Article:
Laptop diary tool in REV - Glyphs
rcozens at pon.net
Mon Jun 19 09:57:11 CDT 2006
I don't expect to change your opinion, and I have not read a response
to this thread that would cause me to change mine; but for the sake of
>> what better method is available to present the UI in a manner that
>> those who don't speak the language of the programer may understand?
> But this can all too easily result in presenting the UI in a manner
> that no-one <except> the programmer understands, and even the
> programmer may have trouble if she's hasn't looked at it for a while.
> OK, a picture of a train with an arrow will suggest to anyone who
> knows what a train is that the station is that-away, but many of the
> routine actions we perform with computers are not so easily
> represented by a simple 16X16 picture - all anglophones tend to agree
> on what 'separate' means, but should the zipper icon mentioned in my
> previous post be open or closed?
That's why we have tooltips and reference manuals...and some of us
display on-screen contextual help at each step in a process. I suggest
that once the user understands the meaning of an icon within a specific
application, she/he will recognize that icon in subsequent windows in
the application more quickly than identifying a string of text.
How many of the icons on a Rev (or PhotoShop or whatever) palette or
menuBar did you understand the first time you looked at the app? Want
to picture a palette where all choices are text...in German? (Sorry
to be stereotypic, but when I think of translations that expand the
number of characters, German comes to mind)
And what do you do when you have a one-character column whose title is
15 characters? Do you give up 14 characters of table space and display
the full heading; or do you abbreviate the label or use a shorter, but
slightly different, word? Once you start abbreviating or substituting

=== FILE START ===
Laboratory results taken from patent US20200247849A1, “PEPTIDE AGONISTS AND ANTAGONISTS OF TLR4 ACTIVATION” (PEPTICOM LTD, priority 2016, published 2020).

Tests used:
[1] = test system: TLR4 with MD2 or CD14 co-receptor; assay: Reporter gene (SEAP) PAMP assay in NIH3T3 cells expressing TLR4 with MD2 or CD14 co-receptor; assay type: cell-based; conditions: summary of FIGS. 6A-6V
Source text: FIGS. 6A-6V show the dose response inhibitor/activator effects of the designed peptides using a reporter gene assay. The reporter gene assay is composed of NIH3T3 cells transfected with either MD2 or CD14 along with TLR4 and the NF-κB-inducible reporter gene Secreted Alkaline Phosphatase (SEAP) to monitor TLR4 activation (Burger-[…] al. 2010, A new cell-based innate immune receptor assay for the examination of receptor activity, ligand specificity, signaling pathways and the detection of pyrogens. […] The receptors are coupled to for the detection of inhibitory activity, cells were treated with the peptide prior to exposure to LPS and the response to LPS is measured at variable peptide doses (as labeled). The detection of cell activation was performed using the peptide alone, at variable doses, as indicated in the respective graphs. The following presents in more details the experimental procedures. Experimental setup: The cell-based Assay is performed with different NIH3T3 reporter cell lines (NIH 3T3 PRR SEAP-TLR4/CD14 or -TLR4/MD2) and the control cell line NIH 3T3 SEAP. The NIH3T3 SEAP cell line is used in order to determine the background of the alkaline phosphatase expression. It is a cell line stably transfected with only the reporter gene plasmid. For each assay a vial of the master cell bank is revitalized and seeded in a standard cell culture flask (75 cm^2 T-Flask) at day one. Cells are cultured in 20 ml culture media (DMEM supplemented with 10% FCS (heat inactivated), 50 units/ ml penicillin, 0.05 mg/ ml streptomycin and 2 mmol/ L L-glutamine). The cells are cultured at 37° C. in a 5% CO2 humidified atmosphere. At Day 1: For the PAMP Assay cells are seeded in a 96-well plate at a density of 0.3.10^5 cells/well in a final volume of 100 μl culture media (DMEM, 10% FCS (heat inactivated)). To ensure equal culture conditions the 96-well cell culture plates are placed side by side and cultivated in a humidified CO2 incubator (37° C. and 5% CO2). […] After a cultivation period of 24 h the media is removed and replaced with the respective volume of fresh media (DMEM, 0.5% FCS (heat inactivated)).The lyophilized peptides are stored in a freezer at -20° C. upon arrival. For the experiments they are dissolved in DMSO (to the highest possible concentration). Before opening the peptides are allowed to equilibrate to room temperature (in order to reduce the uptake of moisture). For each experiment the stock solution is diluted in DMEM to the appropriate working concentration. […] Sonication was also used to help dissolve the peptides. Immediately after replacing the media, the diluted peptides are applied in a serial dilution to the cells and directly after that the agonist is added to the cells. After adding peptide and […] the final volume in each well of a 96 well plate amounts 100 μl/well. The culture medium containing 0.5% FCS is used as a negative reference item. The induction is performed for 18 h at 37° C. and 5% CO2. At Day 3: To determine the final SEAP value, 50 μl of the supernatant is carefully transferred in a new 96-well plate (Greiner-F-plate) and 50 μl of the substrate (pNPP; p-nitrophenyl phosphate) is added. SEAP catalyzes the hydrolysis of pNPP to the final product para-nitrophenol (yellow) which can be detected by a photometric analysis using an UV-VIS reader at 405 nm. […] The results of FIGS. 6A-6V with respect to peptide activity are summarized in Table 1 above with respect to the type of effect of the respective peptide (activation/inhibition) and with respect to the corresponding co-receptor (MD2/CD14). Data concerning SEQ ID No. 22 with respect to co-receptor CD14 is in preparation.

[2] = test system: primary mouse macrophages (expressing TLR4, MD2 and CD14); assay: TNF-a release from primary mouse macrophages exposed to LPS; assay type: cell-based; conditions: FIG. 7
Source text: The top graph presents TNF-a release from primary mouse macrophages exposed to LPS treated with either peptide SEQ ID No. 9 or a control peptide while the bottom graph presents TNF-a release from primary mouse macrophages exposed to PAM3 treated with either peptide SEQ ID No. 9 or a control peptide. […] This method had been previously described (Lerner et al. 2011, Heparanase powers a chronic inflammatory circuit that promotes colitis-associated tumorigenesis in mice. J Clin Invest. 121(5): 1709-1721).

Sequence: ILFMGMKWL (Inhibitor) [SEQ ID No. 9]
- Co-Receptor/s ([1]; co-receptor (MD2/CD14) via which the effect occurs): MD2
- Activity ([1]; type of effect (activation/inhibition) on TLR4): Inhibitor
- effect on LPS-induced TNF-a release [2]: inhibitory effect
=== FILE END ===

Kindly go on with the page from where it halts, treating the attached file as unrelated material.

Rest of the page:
a word with a slightly different meaning when adding support for a new
language, you have no more uniformity of understanding than you would
have with icons.
>> And using icons as label fields and column headings has a MAJOR
>> advantage over text: they remain the same size regardless of the the
>> language. So if one is translating an application from French to
>> German, for example, one need not be concerned whether the German
>> label text takes up more field space than the same text in French.
> The major advantage is only to the programmer - not a good substitute
> for proper internationalization. And tool-tips, though they have their
> uses, really don't cut it - if the user can't fathom what what the
> un-captioned little pictures mean (either because of cultural
> differences, or because of poor choices by the programmer), then she
> has to hover her mouse over each icon until she finds the one she
> wants. Captions, in the users own language, are incomparably better.
If an application can be modified and translated into other languages
more quickly, and maintained in a single source code, I say the user
benefits as much or more than the programmer. Not only will
upgrades, fixes, and support for new languages come more quickly, but
less (or no) programming time and expense is spent in duplicating the
same logic in different sized fields for different languages. And
often, depending on the data displayed, one can use one screen shot for
documentation in all languages the app supports.
> It seems to me that pictures are great where one can assume a shared
> frame of reference (nearly everyone knows about trains, and trains
> tend to look quite alike everywhere), but when striving for clarity in
> a UI, I think it's essential to remember that humans tend to use
> language, far more than anything else, for the purpose of
> communicating information effectively.
I think you underestimate the importance of non-textual communication,
and that recent List discussions re the difficulty of understanding
another person's intention or meaning based on text alone bear that
out. In my early programming career I worked with text--and nothing
but text. FORTRAN, PL/1, and other early languages had no support for
images, sounds (beyond beep), animations or color. Since my first
experience with HyperCard, my quest has been to find ways to engage the
user via as many of his/her senses I can reach as a programmer.
> Why abandon language, when it's so much more clear and efficient than
> just about anything else?
One does not abandon language by replacing label text with
icons...especially if the icons have toolTips. In essence, the textual
labels become toolTips; so the icons add to the total experience, not
CCW, Serendipity Software Company
"And I, which was two fooles, do so grow three;
Who are a little wise, the best fooles bee."
from "The Triple Foole" by John Donne (1572-1631)
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